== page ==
Wednesday, February 8, 2012

Forbes Magazine’s Most Disliked Athletes: Commonalities and Perceptions

Fairly often (about every 6 months it seems), Forbes Magazine will publish a list of America’s most liked and/or most disliked athletes (which seems useful enough when gauging a certain player's marketability). Inclusion on the positive list usually corresponds to on-field heroics (with the glaring exception of “Tebowmania,” which I was tempted to write about dozens of times over the past few months but refrained from doing for fear of being too cynical) and a working class, good ol’ boy, everyman persona: Aaron Rodgers, Peyton Manning, Cliff Lee, Ryan Howard, Blake Griffin, etc. Even this year’s Super Bowl QBs miss the cut, despite their obvious competitive prowess: MVP Eli Manning is “too sad puppy,” “aw shucks” and not charismatic enough, while his übercool counterpart Tom Brady has a “European hairstyle” (I wish I was making that one up), a haughty supermodel wife and endorses UGGs. But, while these won't win over fans, they are only minor sins; what misdeeds land you on the Nielsen Ratings naughty list?

A big difference I notice between the world of sports and that of literature, especially today, is the former’s lack of tolerance with the flawed hero. Judging from the Forbes lists, it would seem that Lou Gehrig would have much more universal appeal today than would Babe Ruth. We are certainly, as a society, more Larry Bird than Magic Johnson. Visiting my favorite rugby bar (Springbok in LA) for last fall’s IRB World Cup, I noticed that among rugby enthusiasts, the panache of France’s champagne rugby earns them the back seat when compared to technicians of the game like New Zealand or Wales. Hard work trumps flair - and a look at the list confirms this.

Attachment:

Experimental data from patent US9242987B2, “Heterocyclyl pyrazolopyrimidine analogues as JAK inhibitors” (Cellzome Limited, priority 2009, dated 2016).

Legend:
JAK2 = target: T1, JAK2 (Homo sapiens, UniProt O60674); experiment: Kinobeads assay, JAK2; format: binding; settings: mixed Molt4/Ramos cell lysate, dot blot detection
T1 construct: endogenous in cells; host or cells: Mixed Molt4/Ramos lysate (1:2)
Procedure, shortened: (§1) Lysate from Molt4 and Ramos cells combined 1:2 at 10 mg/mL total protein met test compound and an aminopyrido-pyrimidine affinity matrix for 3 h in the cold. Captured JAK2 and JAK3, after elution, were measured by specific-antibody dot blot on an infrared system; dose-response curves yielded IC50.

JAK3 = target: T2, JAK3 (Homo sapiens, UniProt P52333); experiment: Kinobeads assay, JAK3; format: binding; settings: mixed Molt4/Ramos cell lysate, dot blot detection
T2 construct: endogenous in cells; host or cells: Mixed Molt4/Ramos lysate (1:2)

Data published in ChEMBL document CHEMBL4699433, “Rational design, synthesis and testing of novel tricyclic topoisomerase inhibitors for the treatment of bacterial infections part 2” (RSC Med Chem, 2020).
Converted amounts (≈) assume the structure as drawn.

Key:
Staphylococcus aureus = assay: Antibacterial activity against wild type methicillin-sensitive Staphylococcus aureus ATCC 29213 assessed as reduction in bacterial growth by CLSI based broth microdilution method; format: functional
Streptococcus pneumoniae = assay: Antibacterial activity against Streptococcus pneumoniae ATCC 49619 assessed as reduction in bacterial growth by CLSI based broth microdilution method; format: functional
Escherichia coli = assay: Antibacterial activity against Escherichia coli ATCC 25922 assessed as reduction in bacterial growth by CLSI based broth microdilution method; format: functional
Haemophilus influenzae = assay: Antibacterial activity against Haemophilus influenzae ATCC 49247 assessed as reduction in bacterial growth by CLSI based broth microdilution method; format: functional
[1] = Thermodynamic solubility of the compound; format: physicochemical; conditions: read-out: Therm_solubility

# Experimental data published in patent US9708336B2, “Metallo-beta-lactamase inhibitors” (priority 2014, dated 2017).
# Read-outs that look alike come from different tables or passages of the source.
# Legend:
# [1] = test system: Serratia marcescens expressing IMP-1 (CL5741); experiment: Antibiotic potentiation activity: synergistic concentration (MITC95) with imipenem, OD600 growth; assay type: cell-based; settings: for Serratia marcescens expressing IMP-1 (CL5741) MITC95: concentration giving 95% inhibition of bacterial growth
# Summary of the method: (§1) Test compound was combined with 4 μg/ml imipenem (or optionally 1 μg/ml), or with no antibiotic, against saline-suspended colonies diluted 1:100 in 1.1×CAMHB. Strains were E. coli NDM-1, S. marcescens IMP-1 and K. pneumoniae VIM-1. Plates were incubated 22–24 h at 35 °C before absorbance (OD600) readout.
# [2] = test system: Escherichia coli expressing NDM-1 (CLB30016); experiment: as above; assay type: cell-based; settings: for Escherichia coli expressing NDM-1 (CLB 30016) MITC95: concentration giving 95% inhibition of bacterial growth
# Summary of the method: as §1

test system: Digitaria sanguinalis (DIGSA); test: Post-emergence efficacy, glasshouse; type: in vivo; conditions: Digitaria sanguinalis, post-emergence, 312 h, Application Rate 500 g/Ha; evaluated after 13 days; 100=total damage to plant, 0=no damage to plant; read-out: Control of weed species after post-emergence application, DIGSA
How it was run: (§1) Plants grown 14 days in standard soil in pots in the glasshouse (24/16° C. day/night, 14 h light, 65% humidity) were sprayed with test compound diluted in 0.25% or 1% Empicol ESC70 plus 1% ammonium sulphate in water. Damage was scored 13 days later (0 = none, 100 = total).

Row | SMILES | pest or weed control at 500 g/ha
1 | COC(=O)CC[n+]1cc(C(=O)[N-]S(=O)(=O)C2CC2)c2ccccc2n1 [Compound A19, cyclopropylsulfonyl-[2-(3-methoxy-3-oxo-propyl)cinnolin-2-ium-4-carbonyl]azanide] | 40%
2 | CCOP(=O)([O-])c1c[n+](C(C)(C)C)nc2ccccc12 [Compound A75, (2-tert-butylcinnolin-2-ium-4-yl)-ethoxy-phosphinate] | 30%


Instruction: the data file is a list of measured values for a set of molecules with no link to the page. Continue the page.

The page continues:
Without further ado, here is today’s bottom ten (followed by the despicability factor/pct.): Michael Vick (60), Tiger Woods (60), Plaxico Burress (56), Ndamukong Suh (51), Kris Humphries (50), LeBron James (48), Kobe Bryant (45), Terrell Owens (45), Alex Rodriguez (44) and Kurt Busch (42)

What drives Americans to hate star athletes? A couple of trends emerge almost immediately: 1) Past legal issues, 2) Marital infidelity (and/or being daft enough to marry/date a Kardashian or Madonna), 3) Cheating or a reputation of dirty play (i.e. stomping you opponents chest after the whistle on Thanksgiving Day) and 4) Being a locker-room scourge and/or turning on your team. [The other guy is a NASCAR driver… so, who cares?] Fact is this: we expect our athletes to be role models and to adhere to a Middle America/Christian code of ethics. One is expected to obey the law, honor spouse/fellow man and be a good team player. In short, we are willing to ignore multi-million dollar salaries, unnatural physiques (minus, of course, the driver) and the explicit violence of sport in order to fuel our illusion that our favorite athletes are “just like us.” Dare to deviate from that perception and - despite humiliation, contrition, amends or hard time served - the court of public opinion may never forgive you.

1 comment:

Corry Cropper said...

I suppose that money also turns people off... The wealth of the most hated is widely known. The wealth of the most liked is less conspicuous. Perhaps?